Week one: Swap out salt. Salt is one of the worst craving offenders. It plays tricks on your taste buds, raises blood pressure and generally triggers cravings for unhealthy, sodium-rich foods. Instead of using salt as a seasoning, try any of these other kinds of seasonings as a healthier alternative: black pepper, basil, cilantro, curry, ginger, oregano, paprika, rosemary, sage or turmeric.
Week two: Pair "booster" snacks with "pitfall" snacks. Pitfall snacks are the kinds of foods you can’t get enough of, like chips and chocolate; everyone's pitfalls are different, so be sure to focus on the foods that make you go overboard. To help wean your brain off of these addictive foods, make sure to have a booster food handy to pair with something you love. This will begin the association between the two and help make the booster food more palatable. If you start doing this just twice a day, by alternating bites of your pitfall snacks with booster foods, your brain will start to crave the healthy booster foods, too. My recommended booster foods are: quinoa, soba noodles, barley, brown rice, steel-cut oats, chicken, turkey, trout, buffalo, navy beans, Greek yogurt, almond milk, low-fat goat's milk, 1% milk, low-fat cottage cheese, broccoli, mushrooms, figs, grapes and kiwis.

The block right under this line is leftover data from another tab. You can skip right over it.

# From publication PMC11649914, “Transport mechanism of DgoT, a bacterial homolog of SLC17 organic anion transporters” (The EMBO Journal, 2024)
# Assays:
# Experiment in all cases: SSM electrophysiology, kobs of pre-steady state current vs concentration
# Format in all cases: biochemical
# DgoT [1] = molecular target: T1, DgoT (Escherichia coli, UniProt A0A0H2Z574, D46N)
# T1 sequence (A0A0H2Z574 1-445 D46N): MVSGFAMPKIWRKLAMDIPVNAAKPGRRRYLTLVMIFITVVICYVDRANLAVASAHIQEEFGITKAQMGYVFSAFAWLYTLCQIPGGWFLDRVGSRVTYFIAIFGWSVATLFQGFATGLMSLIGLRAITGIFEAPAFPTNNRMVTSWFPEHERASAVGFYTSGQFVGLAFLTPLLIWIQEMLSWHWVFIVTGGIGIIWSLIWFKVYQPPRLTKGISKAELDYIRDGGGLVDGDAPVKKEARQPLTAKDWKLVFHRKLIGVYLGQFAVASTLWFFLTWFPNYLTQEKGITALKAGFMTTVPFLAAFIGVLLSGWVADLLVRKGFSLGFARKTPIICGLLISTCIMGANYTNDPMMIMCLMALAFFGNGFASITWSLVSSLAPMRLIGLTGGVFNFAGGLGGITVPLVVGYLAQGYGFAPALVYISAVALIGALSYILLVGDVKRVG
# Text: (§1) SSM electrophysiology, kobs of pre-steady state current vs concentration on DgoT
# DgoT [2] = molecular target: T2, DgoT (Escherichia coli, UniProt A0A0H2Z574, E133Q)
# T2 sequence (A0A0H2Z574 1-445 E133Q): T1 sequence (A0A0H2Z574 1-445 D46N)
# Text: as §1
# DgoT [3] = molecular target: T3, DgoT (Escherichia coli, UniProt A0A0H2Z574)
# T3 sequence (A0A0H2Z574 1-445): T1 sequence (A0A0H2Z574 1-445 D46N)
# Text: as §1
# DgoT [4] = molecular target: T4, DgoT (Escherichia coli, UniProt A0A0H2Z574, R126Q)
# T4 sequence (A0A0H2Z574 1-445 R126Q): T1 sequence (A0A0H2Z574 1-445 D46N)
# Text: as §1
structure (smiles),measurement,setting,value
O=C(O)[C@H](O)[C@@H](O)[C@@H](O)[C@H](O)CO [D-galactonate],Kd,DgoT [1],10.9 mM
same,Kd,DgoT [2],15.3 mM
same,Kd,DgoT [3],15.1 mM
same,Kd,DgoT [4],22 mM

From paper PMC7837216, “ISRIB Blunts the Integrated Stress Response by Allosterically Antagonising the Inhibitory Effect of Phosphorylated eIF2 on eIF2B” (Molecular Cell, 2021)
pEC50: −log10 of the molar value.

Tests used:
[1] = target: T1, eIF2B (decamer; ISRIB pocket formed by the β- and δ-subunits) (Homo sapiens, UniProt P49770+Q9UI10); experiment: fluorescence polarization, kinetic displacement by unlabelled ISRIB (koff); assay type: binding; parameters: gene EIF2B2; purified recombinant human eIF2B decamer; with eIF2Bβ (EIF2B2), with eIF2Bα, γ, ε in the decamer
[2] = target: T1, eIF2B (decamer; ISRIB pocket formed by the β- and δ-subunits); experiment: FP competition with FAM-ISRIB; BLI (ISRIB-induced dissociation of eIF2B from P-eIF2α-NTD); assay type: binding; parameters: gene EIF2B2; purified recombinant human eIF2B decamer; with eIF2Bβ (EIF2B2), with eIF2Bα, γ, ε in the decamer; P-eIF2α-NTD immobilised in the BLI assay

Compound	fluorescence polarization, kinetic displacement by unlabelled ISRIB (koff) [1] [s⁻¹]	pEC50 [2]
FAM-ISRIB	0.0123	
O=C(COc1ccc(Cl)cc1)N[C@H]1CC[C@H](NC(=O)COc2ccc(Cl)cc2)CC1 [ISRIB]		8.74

Week three: Replace three pitfall foods with three booster foods. Kick the swapping up a notch by moving from snacks to full meals. If you replace pitfall foods, like fried chicken or thick cream sauces, with booster foods, like grilled chicken and sauteed broccoli, your body will become even more used to the booster foods as you work toward eliminating pitfall foods entirely. Try to replace at least one pitfall meal and two pitfall snacks a day.
Week four: Eat all booster meals. This might be the hardest week, as you’ll replace all your meals with booster meals. You can still indulge in one or two pitfall snacks a day, but chances are the first three weeks of training won’t have you craving the same unhealthy foods you used to love.